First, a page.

Awarded an internship by Draftfcb executive creative director, and their now-mentor Neo Mashigo, the Mukhelis had taught themselves how to use in-design, a graphic design programme at home. This was before it was used by the industry, thus making themselves invaluable from the start.
All through the conversation, the three finish each other’s sentences, leaving respectful gaps for one another to chirp in and it’s evident that theirs is a bond of solid friendship.
A New Soweto
“I don’t think I was very aware about oppression, growing up,” says Innocent, “But when I started doing things for myself, I was intimated by white people. I think it was also because of all the experiences of older people around me.”
“I did see reminders of life before democracy. I went to a school in Pretoria for a while and there were signs outside the toilets for black and white. You can’t see this and be okay with it,” shares Justice.
Vuyo was five when the old regime fell and his memories are based on transformation, a child of the new South Africa.
“Democracy is freedom. I can do anything, and knowing this is empowering,” Vuyo smiles.
By now, hunger has set in and we are seated under a shaded bench at a nearby shopping centre, eating the favoured township snack, the kota, a hollowed out quarter loaf based on a bunny chow. We order the kota from a shed at the back of an unnumbered house up the road. Mine has a fried egg and cheese, and all come with the ubiquitous slap chips, a South African favourite.
Animated, they tell me about the thrill they get when other young artists draw inspiration from their work. “Seeing other youngsters taking it upon themselves to showcase their world, like we do with ours, makes me proud,” says Justice.
“The world is more accommodating now to art and artists. I can’t imagine doing what we do, living this life 20 years ago,” adds Innocent.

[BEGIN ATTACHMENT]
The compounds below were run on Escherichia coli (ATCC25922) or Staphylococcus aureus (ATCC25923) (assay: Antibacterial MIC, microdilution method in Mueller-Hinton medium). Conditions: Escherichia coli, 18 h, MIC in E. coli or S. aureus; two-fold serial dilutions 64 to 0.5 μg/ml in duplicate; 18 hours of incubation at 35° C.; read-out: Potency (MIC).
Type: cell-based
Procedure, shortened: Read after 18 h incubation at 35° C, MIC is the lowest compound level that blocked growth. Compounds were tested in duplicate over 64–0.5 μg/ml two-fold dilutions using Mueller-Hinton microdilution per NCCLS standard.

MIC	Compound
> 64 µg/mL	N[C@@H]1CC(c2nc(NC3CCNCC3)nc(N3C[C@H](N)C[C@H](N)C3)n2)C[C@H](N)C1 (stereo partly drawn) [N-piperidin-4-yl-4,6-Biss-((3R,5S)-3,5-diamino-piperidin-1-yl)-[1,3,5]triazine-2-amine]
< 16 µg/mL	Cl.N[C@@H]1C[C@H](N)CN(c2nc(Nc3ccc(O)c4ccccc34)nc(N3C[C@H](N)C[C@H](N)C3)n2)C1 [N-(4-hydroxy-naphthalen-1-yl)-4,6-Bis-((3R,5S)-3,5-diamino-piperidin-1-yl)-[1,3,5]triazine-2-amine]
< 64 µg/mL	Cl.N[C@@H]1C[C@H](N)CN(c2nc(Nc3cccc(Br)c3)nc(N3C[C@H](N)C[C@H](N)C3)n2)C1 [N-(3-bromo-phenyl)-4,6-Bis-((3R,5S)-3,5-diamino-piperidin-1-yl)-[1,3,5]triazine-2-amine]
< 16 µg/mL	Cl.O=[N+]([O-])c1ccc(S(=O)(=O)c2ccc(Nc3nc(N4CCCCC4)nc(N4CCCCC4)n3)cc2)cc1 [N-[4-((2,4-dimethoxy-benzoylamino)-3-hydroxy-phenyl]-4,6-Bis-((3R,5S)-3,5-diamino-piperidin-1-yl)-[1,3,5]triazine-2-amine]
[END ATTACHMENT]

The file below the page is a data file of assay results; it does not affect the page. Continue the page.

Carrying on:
Crediting their mothers Selina Mukheli and Nondumiso Mpanthsa, amongst their top influencers and inspiration, all three stress that without the support of family and the fertile ground sowed by a democratic state, their art would have been stifled.
“Our mum made us feel that there is a world of possibility out there, even if you start with nothing,” says Justice.
On Vilikazi Street
Walking up Vilikazi Street in Orlando West, famous for the house at number 8115, Nelson Mandela’s residence, currently a museum, there is a sense of excitement palpable in the air. Children in uniform walk in files after school, past the panstula dancers entertaining tourists and the vendors selling Madiba memorabilia. Some join a group of artists sketching patterns in chalk on the sidewalks. The car wash outside Sakhumzi Restaurant, famous with locals for its traditional buffet on Mondays, is full from morning to night, polishing luxury vehicles. A pennywhistle player gathers a group around him as the familiar strains of Mango Groove’s Special Star fill the air, and feet tap in rhythm.
Nearby, at the spazas, children mill around to buy lollipops and then run across to the Hector Pieterson memorial a few streets away. They giggle as they splash their hands in the fountain’s water. Next to Sam Nzima’s iconic photograph of a dying Hector Pieterson carried in the arms of a school boy, anguish plastered on the face of his sister running alongside, a plaque spells out a dedication to the youth who gave up their lives for the democracy and freedom enjoyed today.
The children at the fountain are the new generation of Soweto, their lives far removed from those children walking these very streets in 1976, yet inextricably intertwined.
I recall the positivity in Justice’s voice when he said, as we parted, “There is a real future for us now.”